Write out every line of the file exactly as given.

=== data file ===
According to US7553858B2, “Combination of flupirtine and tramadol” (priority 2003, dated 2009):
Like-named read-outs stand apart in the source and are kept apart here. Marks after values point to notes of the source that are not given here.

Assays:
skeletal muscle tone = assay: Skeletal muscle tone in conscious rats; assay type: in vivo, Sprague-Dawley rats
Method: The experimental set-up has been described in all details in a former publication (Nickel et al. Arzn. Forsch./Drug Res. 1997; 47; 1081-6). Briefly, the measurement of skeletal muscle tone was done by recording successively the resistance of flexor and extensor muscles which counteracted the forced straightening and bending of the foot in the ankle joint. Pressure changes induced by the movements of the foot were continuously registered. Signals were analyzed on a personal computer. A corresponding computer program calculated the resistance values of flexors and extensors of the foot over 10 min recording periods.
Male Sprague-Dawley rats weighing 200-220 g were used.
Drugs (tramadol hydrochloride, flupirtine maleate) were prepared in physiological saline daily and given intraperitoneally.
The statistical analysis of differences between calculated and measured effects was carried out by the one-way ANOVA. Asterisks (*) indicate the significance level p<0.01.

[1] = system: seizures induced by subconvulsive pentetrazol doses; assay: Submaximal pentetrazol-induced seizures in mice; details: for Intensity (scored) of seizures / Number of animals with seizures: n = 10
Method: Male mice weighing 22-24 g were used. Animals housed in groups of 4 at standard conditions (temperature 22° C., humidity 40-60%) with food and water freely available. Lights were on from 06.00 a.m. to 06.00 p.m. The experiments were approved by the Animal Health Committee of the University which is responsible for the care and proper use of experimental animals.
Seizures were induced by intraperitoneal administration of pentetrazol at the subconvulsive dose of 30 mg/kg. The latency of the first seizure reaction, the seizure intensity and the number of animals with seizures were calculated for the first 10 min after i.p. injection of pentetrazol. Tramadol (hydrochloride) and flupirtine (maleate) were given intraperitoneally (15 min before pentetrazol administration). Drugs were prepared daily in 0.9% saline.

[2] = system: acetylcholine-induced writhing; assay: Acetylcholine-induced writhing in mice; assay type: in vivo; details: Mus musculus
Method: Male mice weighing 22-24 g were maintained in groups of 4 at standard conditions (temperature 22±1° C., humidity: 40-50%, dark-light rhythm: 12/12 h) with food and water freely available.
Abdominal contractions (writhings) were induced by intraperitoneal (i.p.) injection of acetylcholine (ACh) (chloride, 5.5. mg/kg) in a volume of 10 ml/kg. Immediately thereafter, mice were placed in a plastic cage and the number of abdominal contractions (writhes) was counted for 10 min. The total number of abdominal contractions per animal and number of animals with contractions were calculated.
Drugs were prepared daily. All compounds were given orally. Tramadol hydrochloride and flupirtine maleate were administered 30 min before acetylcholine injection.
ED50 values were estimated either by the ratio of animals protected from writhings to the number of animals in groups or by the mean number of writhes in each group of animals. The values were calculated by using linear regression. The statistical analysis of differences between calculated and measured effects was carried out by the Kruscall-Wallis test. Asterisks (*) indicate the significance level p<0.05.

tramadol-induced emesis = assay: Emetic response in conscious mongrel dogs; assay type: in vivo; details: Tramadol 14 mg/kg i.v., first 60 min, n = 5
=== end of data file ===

According to US7553858B2, “Combination of flupirtine and tramadol” (priority 2003, dated 2009):
Like-named read-outs stand apart in the source and are kept apart here. Marks after values point to notes of the source that are not given here.

Assays:
skeletal muscle tone = assay: Skeletal muscle tone in conscious rats; assay type: in vivo, Sprague-Dawley rats
Method: The experimental set-up has been described in all details in a former publication (Nickel et al. Arzn. Forsch./Drug Res. 1997; 47; 1081-6). Briefly, the measurement of skeletal muscle tone was done by recording successively the resistance of flexor and extensor muscles which counteracted the forced straightening and bending of the foot in the ankle joint. Pressure changes induced by the movements of the foot were continuously registered. Signals were analyzed on a personal computer. A corresponding computer program calculated the resistance values of flexors and extensors of the foot over 10 min recording periods.
Male Sprague-Dawley rats weighing 200-220 g were used.
Drugs (tramadol hydrochloride, flupirtine maleate) were prepared in physiological saline daily and given intraperitoneally.
The statistical analysis of differences between calculated and measured effects was carried out by the one-way ANOVA. Asterisks (*) indicate the significance level p<0.01.

[1] = system: seizures induced by subconvulsive pentetrazol doses; assay: Submaximal pentetrazol-induced seizures in mice; details: for Intensity (scored) of seizures / Number of animals with seizures: n = 10
Method: Male mice weighing 22-24 g were used. Animals housed in groups of 4 at standard conditions (temperature 22° C., humidity 40-60%) with food and water freely available. Lights were on from 06.00 a.m. to 06.00 p.m. The experiments were approved by the Animal Health Committee of the University which is responsible for the care and proper use of experimental animals.
Seizures were induced by intraperitoneal administration of pentetrazol at the subconvulsive dose of 30 mg/kg. The latency of the first seizure reaction, the seizure intensity and the number of animals with seizures were calculated for the first 10 min after i.p. injection of pentetrazol. Tramadol (hydrochloride) and flupirtine (maleate) were given intraperitoneally (15 min before pentetrazol administration). Drugs were prepared daily in 0.9% saline.

[2] = system: acetylcholine-induced writhing; assay: Acetylcholine-induced writhing in mice; assay type: in vivo; details: Mus musculus
Method: Male mice weighing 22-24 g were maintained in groups of 4 at standard conditions (temperature 22±1° C., humidity: 40-50%, dark-light rhythm: 12/12 h) with food and water freely available.
Abdominal contractions (writhings) were induced by intraperitoneal (i.p.) injection of acetylcholine (ACh) (chloride, 5.5. mg/kg) in a volume of 10 ml/kg. Immediately thereafter, mice were placed in a plastic cage and the number of abdominal contractions (writhes) was counted for 10 min. The total number of abdominal contractions per animal and number of animals with contractions were calculated.
Drugs were prepared daily. All compounds were given orally. Tramadol hydrochloride and flupirtine maleate were administered 30 min before acetylcholine injection.
ED50 values were estimated either by the ratio of animals protected from writhings to the number of animals in groups or by the mean number of writhes in each group of animals. The values were calculated by using linear regression. The statistical analysis of differences between calculated and measured effects was carried out by the Kruscall-Wallis test. Asterisks (*) indicate the significance level p<0.05.

tramadol-induced emesis = assay: Emetic response in conscious mongrel dogs; assay type: in vivo; details: Tramadol 14 mg/kg i.v., first 60 min, n = 5